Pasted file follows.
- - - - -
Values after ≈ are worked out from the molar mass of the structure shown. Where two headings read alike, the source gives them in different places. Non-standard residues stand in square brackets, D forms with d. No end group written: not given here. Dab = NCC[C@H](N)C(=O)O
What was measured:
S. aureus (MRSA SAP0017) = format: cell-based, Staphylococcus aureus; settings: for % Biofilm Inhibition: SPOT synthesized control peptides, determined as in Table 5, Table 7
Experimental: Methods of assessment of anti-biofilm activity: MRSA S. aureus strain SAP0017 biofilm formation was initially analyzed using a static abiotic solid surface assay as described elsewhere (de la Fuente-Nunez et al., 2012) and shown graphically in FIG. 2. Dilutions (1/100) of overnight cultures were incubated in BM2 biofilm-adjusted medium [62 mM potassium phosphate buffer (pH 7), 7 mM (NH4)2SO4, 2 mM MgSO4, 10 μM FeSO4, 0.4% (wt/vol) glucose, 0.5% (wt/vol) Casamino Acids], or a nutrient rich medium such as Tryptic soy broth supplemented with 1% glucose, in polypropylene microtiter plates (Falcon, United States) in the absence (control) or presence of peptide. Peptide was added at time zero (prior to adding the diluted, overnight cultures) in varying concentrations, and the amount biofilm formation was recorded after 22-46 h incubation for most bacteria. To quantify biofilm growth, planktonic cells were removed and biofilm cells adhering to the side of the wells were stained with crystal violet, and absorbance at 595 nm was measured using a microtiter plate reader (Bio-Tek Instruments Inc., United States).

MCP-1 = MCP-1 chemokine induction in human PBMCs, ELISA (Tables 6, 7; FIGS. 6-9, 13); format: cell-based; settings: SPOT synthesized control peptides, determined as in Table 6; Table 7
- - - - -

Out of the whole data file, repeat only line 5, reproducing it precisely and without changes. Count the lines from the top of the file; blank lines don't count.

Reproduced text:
MCP-1 = MCP-1 chemokine induction in human PBMCs, ELISA (Tables 6, 7; FIGS. 6-9, 13); format: cell-based; settings: SPOT synthesized control peptides, determined as in Table 6; Table 7